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Recorded for Poem-a-Day, October 15, 2018.
About this Poem 

“While in the process of moving to the Hudson Valley area, my partner Kristen and I were nestled in front of the fireplace in the old house in Connecticut. As she slept, I meditated on the fire, her breathing, and a quatrain structure for writing about the heart, fire, and light. I thought of the heart as the governing power in the energetic body, while watching the rhythm of the fire and the patterning of light shifting in the windows. In the way of physics, I am always fascinated by the paradoxical nature of light as both wave and particle.”
—Afaa Michael Weaver

This Morning, This First Poem

It is the first day of the year again, this time
in the quiet absence of Portlandia, we have
our own quiet way of entering the spaces
between the seconds of life, where time fades.
The fire makes a noise, inside here where ice
and snow make the earth frozen, press us
to guess what weather will do now as weather
becomes a matter of climate with no divination.
I listen to your napping, air going inside
to fill you with warmth from the fireplace,
air going out to let your soul teach the world
what it is to make the journey to the heart.
So this first poem the day a golden retriever
wallowed in the sunrise over frozen snow,
then sat up to grin the silly grin of its kind,
as if to say, the light is there if you only wait.
We wait together for the first man to enter
this house we are leaving for another house,
as you say it is me, I am the man to bless
the heart, its mystery of fire and the light.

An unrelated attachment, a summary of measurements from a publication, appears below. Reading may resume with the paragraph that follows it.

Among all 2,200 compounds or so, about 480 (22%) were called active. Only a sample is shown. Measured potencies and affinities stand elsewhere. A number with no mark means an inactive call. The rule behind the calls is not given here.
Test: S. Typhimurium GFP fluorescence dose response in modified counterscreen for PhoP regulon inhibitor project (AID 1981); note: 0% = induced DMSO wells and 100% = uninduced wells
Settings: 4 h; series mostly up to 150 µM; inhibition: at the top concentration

Copyright © 2018 by Afaa Michael Weaver. Originally published in Poem-a-Day on October 15, 2018, by the Academy of American Poets.

Copyright © 2018 by Afaa Michael Weaver. Originally published in Poem-a-Day on October 15, 2018, by the Academy of American Poets.

Afaa Michael Weaver

Afaa Michael Weaver

Born in 1951, Afaa Michael Weaver is the author of several collections of poetry, including Spirit Boxing (University of Pittsburgh Press, 2017).

by this poet


This wall is a great stairway, walls
are things that shoot up, keep out, line
the places where we mark the halls

that carry our names. The busts
of this one and that one, this history
is in the hard labor of hearts, thrusts

of piston and valve. I sit down
at the first house,



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                in Lewisburg Federal Penitentiary

In general population, census
is consensus—ain't nowhere to run
to in these walls, walls like a mind—
We visitors stand in a yellow circle
so the tower can frisk us with light,
finger the barrels on thirsty rifles.

I got rambling, rambling on my mind